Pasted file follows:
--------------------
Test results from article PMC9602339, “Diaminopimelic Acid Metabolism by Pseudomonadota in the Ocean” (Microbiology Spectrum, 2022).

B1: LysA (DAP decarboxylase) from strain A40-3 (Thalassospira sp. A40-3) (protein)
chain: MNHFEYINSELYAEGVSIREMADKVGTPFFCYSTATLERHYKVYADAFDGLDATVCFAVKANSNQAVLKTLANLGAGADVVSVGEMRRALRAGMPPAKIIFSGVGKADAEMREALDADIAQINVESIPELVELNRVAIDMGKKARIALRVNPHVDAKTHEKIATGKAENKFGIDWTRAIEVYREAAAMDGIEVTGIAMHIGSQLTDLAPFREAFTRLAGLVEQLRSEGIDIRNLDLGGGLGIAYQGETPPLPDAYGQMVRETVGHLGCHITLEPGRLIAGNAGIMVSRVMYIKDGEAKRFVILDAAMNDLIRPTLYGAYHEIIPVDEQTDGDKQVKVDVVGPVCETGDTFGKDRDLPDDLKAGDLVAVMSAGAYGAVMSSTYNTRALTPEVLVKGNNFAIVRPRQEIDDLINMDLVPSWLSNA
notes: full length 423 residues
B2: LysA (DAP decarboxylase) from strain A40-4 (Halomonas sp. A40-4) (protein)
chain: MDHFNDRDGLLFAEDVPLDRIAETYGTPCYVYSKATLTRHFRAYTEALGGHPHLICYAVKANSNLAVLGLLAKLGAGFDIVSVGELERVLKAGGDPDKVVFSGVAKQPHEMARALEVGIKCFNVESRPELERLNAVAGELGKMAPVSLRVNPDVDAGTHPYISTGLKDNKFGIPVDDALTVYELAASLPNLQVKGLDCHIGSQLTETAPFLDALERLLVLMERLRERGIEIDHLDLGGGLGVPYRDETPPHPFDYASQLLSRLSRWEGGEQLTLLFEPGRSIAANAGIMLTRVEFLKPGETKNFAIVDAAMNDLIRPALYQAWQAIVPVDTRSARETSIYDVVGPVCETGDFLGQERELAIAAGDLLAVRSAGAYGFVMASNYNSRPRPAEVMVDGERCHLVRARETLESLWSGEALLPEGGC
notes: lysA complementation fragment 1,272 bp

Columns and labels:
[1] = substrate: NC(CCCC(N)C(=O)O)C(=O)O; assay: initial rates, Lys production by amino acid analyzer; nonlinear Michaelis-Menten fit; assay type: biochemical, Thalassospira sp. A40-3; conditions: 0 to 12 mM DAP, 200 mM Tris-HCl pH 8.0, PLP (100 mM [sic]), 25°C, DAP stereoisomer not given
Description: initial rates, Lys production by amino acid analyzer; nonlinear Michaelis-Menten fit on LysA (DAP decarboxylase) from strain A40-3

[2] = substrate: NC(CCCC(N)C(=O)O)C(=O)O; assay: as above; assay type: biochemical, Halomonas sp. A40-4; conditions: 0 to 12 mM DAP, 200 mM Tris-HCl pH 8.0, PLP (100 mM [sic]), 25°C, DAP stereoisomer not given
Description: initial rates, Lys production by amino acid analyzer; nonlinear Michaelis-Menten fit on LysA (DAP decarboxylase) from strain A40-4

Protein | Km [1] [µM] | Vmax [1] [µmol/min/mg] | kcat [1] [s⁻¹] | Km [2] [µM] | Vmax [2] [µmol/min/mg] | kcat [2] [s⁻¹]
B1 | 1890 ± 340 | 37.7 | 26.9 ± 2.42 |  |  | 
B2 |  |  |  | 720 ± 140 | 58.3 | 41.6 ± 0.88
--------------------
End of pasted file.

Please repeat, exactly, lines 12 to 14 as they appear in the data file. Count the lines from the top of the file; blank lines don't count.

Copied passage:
Description: initial rates, Lys production by amino acid analyzer; nonlinear Michaelis-Menten fit on LysA (DAP decarboxylase) from strain A40-4

Protein | Km [1] [µM] | Vmax [1] [µmol/min/mg] | kcat [1] [s⁻¹] | Km [2] [µM] | Vmax [2] [µmol/min/mg] | kcat [2] [s⁻¹]
B1 | 1890 ± 340 | 37.7 | 26.9 ± 2.42 |  |  | 